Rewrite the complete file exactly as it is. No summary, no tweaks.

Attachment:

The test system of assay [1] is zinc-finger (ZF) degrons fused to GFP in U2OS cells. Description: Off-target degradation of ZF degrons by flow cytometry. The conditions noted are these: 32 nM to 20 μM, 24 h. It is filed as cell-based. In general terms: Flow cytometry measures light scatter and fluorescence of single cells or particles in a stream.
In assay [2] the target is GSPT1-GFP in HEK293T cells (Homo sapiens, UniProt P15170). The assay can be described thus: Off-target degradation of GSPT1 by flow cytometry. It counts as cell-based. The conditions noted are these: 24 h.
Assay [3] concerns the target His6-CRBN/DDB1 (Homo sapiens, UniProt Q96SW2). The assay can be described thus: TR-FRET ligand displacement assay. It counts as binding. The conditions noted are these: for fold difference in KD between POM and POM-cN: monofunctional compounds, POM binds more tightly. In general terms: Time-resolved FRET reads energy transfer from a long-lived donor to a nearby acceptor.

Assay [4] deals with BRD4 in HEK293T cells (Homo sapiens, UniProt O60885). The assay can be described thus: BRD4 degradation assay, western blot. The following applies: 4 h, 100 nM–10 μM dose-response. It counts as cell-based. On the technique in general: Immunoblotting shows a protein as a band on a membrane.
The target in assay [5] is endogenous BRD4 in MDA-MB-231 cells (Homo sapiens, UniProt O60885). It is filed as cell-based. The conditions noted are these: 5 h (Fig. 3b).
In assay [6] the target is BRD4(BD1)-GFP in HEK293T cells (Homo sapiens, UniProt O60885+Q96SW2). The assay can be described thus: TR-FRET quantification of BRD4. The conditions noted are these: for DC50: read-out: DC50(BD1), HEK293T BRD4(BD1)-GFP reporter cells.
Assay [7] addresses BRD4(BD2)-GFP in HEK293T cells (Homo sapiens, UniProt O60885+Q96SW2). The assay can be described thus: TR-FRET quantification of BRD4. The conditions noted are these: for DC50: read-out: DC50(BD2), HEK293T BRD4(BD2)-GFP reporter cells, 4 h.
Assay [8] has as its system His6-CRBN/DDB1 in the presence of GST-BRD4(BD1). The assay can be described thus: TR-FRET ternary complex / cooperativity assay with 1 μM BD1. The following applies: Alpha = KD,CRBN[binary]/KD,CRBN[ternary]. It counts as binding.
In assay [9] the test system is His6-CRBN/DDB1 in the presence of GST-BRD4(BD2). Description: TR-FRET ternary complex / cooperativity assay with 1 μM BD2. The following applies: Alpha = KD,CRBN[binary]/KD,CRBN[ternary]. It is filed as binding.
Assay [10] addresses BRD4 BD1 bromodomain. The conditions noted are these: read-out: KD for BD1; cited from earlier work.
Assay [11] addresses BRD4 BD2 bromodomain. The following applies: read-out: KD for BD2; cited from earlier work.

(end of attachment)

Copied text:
The test system of assay [1] is zinc-finger (ZF) degrons fused to GFP in U2OS cells. Description: Off-target degradation of ZF degrons by flow cytometry. The conditions noted are these: 32 nM to 20 μM, 24 h. It is filed as cell-based. In general terms: Flow cytometry measures light scatter and fluorescence of single cells or particles in a stream.
In assay [2] the target is GSPT1-GFP in HEK293T cells (Homo sapiens, UniProt P15170). The assay can be described thus: Off-target degradation of GSPT1 by flow cytometry. It counts as cell-based. The conditions noted are these: 24 h.
Assay [3] concerns the target His6-CRBN/DDB1 (Homo sapiens, UniProt Q96SW2). The assay can be described thus: TR-FRET ligand displacement assay. It counts as binding. The conditions noted are these: for fold difference in KD between POM and POM-cN: monofunctional compounds, POM binds more tightly. In general terms: Time-resolved FRET reads energy transfer from a long-lived donor to a nearby acceptor.

Assay [4] deals with BRD4 in HEK293T cells (Homo sapiens, UniProt O60885). The assay can be described thus: BRD4 degradation assay, western blot. The following applies: 4 h, 100 nM–10 μM dose-response. It counts as cell-based. On the technique in general: Immunoblotting shows a protein as a band on a membrane.
The target in assay [5] is endogenous BRD4 in MDA-MB-231 cells (Homo sapiens, UniProt O60885). It is filed as cell-based. The conditions noted are these: 5 h (Fig. 3b).
In assay [6] the target is BRD4(BD1)-GFP in HEK293T cells (Homo sapiens, UniProt O60885+Q96SW2). The assay can be described thus: TR-FRET quantification of BRD4. The conditions noted are these: for DC50: read-out: DC50(BD1), HEK293T BRD4(BD1)-GFP reporter cells.
Assay [7] addresses BRD4(BD2)-GFP in HEK293T cells (Homo sapiens, UniProt O60885+Q96SW2). The assay can be described thus: TR-FRET quantification of BRD4. The conditions noted are these: for DC50: read-out: DC50(BD2), HEK293T BRD4(BD2)-GFP reporter cells, 4 h.
Assay [8] has as its system His6-CRBN/DDB1 in the presence of GST-BRD4(BD1). The assay can be described thus: TR-FRET ternary complex / cooperativity assay with 1 μM BD1. The following applies: Alpha = KD,CRBN[binary]/KD,CRBN[ternary]. It counts as binding.
In assay [9] the test system is His6-CRBN/DDB1 in the presence of GST-BRD4(BD2). Description: TR-FRET ternary complex / cooperativity assay with 1 μM BD2. The following applies: Alpha = KD,CRBN[binary]/KD,CRBN[ternary]. It is filed as binding.
Assay [10] addresses BRD4 BD1 bromodomain. The conditions noted are these: read-out: KD for BD1; cited from earlier work.
Assay [11] addresses BRD4 BD2 bromodomain. The following applies: read-out: KD for BD2; cited from earlier work.